The New Face of Fifty +

If you were born in '56
And find that time has done some tricks
You think that youth has passed you by
Simply saying the word, fifty, brings forth a cry.

Well then for you I have good news
Though true this age we did not choose.
We bring to it a lot that's new.
We're healthier, wealthier and feeling less blue.

So, here's my suggestion to make you feel hearty
Celebrate 50 by making a party.
No rhymiing words but nifty, thrifty and shifty.
But the point is that WE are the NEW FACE OF FIFTY.

I created this invitation for my party. You're welcome to borrow it or create your own. Just be sure to C*E*L*B*R*A*T*E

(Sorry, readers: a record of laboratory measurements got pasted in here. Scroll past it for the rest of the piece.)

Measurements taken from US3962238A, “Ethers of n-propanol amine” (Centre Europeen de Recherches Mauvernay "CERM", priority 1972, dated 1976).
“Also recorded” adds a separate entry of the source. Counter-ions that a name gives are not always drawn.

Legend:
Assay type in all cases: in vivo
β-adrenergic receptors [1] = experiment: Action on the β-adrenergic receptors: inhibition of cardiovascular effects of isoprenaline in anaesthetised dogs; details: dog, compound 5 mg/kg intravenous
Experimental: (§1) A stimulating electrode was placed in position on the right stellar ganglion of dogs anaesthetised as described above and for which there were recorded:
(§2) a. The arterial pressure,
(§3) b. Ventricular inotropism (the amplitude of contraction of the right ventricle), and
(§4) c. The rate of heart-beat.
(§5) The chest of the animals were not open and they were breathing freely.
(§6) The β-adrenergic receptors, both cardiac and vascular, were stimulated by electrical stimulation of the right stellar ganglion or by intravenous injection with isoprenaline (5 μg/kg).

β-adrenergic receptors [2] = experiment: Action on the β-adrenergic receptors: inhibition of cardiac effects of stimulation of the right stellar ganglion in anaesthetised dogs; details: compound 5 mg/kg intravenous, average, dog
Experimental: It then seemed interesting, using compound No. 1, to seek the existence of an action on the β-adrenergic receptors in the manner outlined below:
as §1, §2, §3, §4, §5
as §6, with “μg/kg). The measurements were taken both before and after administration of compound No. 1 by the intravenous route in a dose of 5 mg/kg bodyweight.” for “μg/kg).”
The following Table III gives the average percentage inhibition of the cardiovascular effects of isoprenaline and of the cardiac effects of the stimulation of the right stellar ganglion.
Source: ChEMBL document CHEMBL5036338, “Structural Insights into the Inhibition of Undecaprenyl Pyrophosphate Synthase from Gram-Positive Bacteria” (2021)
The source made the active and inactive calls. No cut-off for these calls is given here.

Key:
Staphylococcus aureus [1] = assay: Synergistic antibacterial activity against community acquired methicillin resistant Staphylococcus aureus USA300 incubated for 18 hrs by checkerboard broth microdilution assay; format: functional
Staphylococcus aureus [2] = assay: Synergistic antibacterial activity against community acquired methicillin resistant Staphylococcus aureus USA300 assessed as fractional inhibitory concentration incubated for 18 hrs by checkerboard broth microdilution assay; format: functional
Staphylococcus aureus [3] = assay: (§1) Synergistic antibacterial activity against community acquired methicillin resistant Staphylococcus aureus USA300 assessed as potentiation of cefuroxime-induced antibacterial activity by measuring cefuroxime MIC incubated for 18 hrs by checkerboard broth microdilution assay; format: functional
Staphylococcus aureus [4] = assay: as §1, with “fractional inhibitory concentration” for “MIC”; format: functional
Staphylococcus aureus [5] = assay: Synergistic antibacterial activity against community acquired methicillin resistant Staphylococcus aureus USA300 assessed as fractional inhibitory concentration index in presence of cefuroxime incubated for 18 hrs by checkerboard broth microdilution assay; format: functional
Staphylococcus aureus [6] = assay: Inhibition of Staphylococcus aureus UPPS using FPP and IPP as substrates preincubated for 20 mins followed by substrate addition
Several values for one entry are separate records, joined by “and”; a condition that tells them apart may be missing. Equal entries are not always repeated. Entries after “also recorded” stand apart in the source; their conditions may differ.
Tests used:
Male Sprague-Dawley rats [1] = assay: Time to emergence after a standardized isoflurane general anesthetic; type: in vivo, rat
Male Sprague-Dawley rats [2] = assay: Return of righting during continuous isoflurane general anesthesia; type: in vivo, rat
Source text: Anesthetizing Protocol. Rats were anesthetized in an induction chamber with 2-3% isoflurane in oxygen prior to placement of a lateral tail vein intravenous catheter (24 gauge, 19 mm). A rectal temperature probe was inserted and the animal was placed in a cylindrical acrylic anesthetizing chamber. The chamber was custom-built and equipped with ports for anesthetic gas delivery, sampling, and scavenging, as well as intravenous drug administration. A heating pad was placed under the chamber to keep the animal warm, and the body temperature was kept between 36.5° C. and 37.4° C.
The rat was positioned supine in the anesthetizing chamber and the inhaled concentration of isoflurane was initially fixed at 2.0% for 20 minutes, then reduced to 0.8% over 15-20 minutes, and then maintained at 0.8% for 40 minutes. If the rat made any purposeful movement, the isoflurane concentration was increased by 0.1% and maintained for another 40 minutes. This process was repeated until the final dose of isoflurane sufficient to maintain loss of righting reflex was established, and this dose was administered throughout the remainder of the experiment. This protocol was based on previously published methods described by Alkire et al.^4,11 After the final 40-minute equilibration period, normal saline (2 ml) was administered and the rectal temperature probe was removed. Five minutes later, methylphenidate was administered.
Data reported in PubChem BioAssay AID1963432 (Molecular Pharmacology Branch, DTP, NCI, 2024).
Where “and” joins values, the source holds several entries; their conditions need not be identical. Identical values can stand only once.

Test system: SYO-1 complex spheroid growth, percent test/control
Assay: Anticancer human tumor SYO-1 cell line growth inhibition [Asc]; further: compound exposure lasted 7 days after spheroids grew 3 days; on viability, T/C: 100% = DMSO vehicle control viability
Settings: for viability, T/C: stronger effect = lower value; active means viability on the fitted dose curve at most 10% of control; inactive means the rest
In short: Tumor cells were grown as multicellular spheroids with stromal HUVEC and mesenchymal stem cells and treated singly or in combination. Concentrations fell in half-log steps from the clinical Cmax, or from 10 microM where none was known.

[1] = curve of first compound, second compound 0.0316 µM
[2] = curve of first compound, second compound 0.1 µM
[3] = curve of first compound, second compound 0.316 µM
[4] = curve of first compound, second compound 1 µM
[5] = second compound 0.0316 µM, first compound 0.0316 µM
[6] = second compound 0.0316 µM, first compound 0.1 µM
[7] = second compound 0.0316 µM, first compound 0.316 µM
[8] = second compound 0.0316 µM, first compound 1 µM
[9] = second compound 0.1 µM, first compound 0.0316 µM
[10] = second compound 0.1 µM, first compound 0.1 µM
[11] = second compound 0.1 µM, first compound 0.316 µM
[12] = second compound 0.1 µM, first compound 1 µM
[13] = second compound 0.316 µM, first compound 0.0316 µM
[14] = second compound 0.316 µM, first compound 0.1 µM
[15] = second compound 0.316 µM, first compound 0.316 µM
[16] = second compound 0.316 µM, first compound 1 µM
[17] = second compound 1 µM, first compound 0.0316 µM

Hustle and Flow: A Review from a Unique Perspective

When I told my 25 year old daughter that I really liked the movie Hustle and Flow (the latest of my rent-a-movie-by-mail movies) she was surprised and frankly so was I. Well, that's not exactly true. I had seen the movie, Crash (excellent, important, rent it) and from it, initially became aware of the actor, Terrence Howard. I could see for myself that he was a presence and when NPR did a piece on him, I knew he was someone I would want to continue to watch. However, though I pride myself on having an eclectic taste in music and movies, Rap and rap-culture movies have not exactly been , well, how should I say it, my cup of tea.